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"We Tibetans are looking for a legitimate and meaningful autonomy, an arrangement that would enable Tibetans to live within the framework of the People’s Republic of China."

Chinese 'peace prize' ditched after one year

October 7, 2011

Association calls off award for breaking regulations 2 weeks after unveiling 2011 line-up

Priscilla Jiao, Updated on Sep 30, 2011

The controversial "Confucius Peace Prize", unveiled hastily last year after jailed mainland dissident Liu Xiaobo was awarded the Nobel Peace Prize amid furious protests from Beijing, has suddenly been cancelled.
The award this year was scrapped for "violating relevant regulations", the organisers' parent association said in a letter posted on the Ministry of Culture website.

The Chinese Local Art Association, which itself is overseen by the ministry, also said the organisers, known as the "cultural protection department", had been disbanded.

The department was not authorised to stage such an event and had "severely breached regulations on social organisations", it said. It addressed the letter to the department, which had set up the prize.

Separately, an information officer at the ministry said there would be no such prize in future.

Two weeks ago, the organisers announced candidates who were in the running for this year's prize. Analysts said the choices baffled the public.

The line-up included Russian Prime Minister Vladimir Putin, known for his dictatorial style, and the 21-year-old 11th Panchen Lama hand-picked by Beijing. Others included Microsoft founder Bill Gates, German Chancellor Dr Angela Merkel, South African President Jacob Zuma, Yuan Longping , a Chinese agricultural scientist called "the father of hybrid rice", and Taiwanese politician James Soong Chu-yu.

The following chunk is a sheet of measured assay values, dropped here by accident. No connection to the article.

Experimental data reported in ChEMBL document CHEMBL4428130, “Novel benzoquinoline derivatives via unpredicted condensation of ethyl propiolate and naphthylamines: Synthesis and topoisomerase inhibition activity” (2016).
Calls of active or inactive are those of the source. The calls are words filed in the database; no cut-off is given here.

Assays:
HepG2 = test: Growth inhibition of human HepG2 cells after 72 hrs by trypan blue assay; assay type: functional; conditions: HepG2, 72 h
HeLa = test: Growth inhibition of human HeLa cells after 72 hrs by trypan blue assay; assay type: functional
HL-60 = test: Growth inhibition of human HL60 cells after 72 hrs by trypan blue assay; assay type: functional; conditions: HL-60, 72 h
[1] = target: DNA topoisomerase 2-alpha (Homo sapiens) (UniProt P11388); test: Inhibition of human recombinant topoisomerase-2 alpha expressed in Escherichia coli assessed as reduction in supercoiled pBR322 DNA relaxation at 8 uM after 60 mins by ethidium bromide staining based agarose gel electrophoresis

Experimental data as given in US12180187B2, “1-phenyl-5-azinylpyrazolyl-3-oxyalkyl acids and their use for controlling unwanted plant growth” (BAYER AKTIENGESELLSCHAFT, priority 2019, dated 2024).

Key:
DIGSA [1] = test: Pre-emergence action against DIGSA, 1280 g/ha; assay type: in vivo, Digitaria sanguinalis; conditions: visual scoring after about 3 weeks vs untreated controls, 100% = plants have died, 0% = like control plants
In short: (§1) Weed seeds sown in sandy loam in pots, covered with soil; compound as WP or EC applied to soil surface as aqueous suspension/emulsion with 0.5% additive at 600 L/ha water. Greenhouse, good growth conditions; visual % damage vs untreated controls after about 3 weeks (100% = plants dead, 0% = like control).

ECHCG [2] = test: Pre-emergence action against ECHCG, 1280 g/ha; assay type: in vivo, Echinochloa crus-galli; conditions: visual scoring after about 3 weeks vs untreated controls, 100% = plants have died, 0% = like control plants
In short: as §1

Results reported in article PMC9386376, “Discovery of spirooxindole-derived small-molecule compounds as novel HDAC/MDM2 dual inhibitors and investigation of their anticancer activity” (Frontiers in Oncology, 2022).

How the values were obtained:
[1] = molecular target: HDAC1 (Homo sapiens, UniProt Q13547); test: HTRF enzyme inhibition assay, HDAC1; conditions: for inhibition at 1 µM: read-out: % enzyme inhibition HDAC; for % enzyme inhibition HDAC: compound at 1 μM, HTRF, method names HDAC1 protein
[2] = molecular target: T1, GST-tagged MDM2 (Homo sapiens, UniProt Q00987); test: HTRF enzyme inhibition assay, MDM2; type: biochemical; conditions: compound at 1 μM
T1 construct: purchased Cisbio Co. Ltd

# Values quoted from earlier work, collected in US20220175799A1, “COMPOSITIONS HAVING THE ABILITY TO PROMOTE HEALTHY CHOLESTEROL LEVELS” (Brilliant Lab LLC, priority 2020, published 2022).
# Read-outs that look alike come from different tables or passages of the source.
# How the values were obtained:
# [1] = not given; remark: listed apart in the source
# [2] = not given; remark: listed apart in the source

Liu Zhiqin, a consultant to this year's prize, was quoted by the Chinese-language Global Times newspaper as saying that the candidates had "contributed considerably to world or regional peace".

Zhu Dake , a well-known culture critic at Shanghai's Tongji University, said the prize was worthless "in terms of [raising] cultural standards and it's bound to confuse public judgment of cultural value".

The many similar prizes nowadays ran the risk of degenerating into commercial, profit-making tools for organisers using eye-catching names, he said.

The first Confucius prize went to former Taiwanese vice-president Lien Chan, though Lien, unaware of the proceedings, did not show up to claim it. Instead, the prize was presented to a small girl whom organisers declined to identify. It came with a 100,000 yuan (HK$118,000) cash award.

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